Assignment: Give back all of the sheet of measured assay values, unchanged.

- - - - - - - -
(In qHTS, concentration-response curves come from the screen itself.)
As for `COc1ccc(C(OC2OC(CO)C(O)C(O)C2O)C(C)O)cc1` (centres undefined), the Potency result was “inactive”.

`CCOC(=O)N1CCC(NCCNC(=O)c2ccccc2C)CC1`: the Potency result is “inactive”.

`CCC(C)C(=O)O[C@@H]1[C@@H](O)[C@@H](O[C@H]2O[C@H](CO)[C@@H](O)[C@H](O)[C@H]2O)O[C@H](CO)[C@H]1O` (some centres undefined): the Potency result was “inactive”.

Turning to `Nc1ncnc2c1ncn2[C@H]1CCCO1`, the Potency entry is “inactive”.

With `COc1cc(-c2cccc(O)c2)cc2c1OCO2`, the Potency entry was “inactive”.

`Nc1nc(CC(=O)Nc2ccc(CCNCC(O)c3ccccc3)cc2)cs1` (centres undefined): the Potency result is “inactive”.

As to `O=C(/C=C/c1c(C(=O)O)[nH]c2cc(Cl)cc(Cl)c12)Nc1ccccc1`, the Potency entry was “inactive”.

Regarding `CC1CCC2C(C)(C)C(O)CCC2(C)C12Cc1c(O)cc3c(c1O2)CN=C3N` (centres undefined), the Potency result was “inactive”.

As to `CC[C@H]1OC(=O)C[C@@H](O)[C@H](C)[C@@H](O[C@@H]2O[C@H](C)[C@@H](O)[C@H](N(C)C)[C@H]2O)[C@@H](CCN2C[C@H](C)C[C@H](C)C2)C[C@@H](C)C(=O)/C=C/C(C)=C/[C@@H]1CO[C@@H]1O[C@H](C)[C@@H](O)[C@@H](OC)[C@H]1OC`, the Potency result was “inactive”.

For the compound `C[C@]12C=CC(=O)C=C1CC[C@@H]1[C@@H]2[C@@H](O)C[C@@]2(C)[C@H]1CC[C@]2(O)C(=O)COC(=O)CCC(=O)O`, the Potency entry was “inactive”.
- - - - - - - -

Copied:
(In qHTS, concentration-response curves come from the screen itself.)
As for `COc1ccc(C(OC2OC(CO)C(O)C(O)C2O)C(C)O)cc1` (centres undefined), the Potency result was “inactive”.

`CCOC(=O)N1CCC(NCCNC(=O)c2ccccc2C)CC1`: the Potency result is “inactive”.

`CCC(C)C(=O)O[C@@H]1[C@@H](O)[C@@H](O[C@H]2O[C@H](CO)[C@@H](O)[C@H](O)[C@H]2O)O[C@H](CO)[C@H]1O` (some centres undefined): the Potency result was “inactive”.

Turning to `Nc1ncnc2c1ncn2[C@H]1CCCO1`, the Potency entry is “inactive”.

With `COc1cc(-c2cccc(O)c2)cc2c1OCO2`, the Potency entry was “inactive”.

`Nc1nc(CC(=O)Nc2ccc(CCNCC(O)c3ccccc3)cc2)cs1` (centres undefined): the Potency result is “inactive”.

As to `O=C(/C=C/c1c(C(=O)O)[nH]c2cc(Cl)cc(Cl)c12)Nc1ccccc1`, the Potency entry was “inactive”.

Regarding `CC1CCC2C(C)(C)C(O)CCC2(C)C12Cc1c(O)cc3c(c1O2)CN=C3N` (centres undefined), the Potency result was “inactive”.

As to `CC[C@H]1OC(=O)C[C@@H](O)[C@H](C)[C@@H](O[C@@H]2O[C@H](C)[C@@H](O)[C@H](N(C)C)[C@H]2O)[C@@H](CCN2C[C@H](C)C[C@H](C)C2)C[C@@H](C)C(=O)/C=C/C(C)=C/[C@@H]1CO[C@@H]1O[C@H](C)[C@@H](O)[C@@H](OC)[C@H]1OC`, the Potency result was “inactive”.

For the compound `C[C@]12C=CC(=O)C=C1CC[C@@H]1[C@@H]2[C@@H](O)C[C@@]2(C)[C@H]1CC[C@]2(O)C(=O)COC(=O)CCC(=O)O`, the Potency entry was “inactive”.